Gross domestic product (GDP) is the market value of all goods and services produced within a nation.

  • It represents the size of a nation’s economy and is used to determine the economic growth rate (or GDP growth).
  • In the U.S., GDP is measured quarterly and includes four components: personal consumption; business investment (purchases made by companies to produce consumer goods); government spending; and net exports (exports minus imports).
  • GDP is widely used to gauge a country’s economic health and standing relative to the rest of the world.

GDP growth moves in cycles, as economies alternate between periods of growth and decline.

  • Accelerating GDP growth generally indicates increased employment, consumption and investment. Slowing GDP growth suggests easing in these economic indicators.
  • Two consecutive periods of declining GDP growth is widely considered a sign of economic recession.
  • GDP growth generally shapes economic confidence, which, in turn has been known to influence companies’ investing, hiring, consumption and wage-setting decisions. Greater economic confidence, for example, tends to increase these metrics. This is illustrated in Exhibit 1 below.

Relationship between GDP, consumption & investment

Chart: Relationship between GDP, consumption and investment from 1970 to 2018

Source: Federal Reserve Bank of St. Louis

GDP can signal certain economic trends that may impact capital markets.

  • Investors monitor a country’s GDP in order to identify economic developments that may affect their asset-allocation decisions.
  • Comparing GDP growth across nations and time periods may also help inform investment decisions.
  • Expanding GDP typically correlates with stronger-performing markets. When GDP growth accelerates, therefore, investors tend to favor riskier assets (which are expected to provide higher returns in stronger markets). When GDP growth weakens, investors are typically more risk-averse and flock to so-called safe-haven assets (such as higher-quality equities and government bonds).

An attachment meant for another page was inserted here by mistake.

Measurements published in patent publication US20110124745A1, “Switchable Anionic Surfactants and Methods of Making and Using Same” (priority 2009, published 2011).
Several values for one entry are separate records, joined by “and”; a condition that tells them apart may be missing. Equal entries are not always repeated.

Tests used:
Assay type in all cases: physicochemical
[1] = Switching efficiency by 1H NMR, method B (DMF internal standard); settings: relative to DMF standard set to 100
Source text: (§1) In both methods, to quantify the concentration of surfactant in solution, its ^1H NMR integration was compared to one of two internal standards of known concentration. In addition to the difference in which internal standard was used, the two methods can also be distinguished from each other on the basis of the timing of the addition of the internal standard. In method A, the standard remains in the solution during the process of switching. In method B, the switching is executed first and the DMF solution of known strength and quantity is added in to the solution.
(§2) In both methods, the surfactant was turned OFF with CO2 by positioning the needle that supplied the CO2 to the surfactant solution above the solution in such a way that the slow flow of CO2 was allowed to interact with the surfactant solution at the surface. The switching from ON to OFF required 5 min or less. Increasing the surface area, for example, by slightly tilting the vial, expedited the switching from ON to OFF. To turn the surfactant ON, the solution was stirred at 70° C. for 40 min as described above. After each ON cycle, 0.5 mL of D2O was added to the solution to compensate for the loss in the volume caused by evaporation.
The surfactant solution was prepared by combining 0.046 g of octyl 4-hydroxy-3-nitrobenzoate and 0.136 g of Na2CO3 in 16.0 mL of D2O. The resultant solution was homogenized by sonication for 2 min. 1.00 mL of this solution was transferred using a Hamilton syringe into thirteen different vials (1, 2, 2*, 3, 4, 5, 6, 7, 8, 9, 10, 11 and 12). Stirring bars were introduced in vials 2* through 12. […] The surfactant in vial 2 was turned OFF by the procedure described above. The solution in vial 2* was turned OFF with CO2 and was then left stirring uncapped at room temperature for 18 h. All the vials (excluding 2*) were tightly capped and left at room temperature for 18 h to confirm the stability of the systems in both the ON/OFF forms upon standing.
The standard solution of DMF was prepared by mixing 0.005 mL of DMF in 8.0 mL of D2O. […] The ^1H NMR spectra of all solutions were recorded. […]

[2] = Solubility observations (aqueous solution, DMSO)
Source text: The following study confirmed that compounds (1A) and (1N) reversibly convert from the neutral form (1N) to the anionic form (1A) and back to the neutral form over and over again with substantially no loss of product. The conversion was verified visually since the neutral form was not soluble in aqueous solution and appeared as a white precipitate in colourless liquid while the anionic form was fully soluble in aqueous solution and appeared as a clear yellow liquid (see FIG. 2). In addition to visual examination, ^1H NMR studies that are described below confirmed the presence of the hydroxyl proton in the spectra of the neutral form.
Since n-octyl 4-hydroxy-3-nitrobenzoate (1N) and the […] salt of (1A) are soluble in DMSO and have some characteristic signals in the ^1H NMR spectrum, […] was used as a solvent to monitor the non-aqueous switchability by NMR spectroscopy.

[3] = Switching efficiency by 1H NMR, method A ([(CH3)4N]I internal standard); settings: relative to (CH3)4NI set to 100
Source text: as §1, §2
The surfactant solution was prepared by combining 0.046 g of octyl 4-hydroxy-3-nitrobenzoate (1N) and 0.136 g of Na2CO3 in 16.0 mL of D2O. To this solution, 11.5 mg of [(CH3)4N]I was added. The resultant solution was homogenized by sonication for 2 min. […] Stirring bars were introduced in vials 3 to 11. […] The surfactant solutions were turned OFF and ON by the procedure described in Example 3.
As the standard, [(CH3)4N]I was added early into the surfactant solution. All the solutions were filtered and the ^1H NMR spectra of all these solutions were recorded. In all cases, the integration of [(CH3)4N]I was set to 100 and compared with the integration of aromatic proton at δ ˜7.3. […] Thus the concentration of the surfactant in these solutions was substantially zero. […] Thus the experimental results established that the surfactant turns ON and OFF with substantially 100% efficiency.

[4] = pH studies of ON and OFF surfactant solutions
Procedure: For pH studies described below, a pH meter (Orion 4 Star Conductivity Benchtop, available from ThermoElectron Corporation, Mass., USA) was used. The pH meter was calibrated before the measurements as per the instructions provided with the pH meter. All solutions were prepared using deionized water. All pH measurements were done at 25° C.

• Strong GDP growth may also point to greater demand for credit among businesses and consumers alike — and increased borrowing usually coincides with higher interest rates, which may signal rising inflation.

Although a widely used metric of economic health, GDP does not include some important components of a nation’s economy.

  • The formula used to calculate GDP excludes child care, unpaid services and volunteer work, as well as so-called black-market activities (which, while illegal, impact economic growth).
  • GDP calculations also omit external costs tied to certain goods and services, such as the disposing of materials that are otherwise inexpensive to create.
  • A less-direct external cost of production not factored into GDP is air and water pollution generated by manufacturers, which can cause widespread illnesses that are often expensive to treat and can lead to decrease productivity.
  • GDP per capita (total GDP divided by total population), which is used to measure a nation’s standard of living, does not consider income inequality among citizens.

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Important Information

This material represents an assessment of the market environment at a specific point in time and is not intended to be a forecast of future events, or a guarantee of future results. This information should not be relied upon by the reader as research or investment advice and is intended for educational purposes only. There are risks involved with investing, including loss of principal. Information provided by SEI Investments Management Corporation, a wholly owned subsidiary of SEI Investments Company. Neither SEI nor its subsidiaries is affiliated with your financial advisor.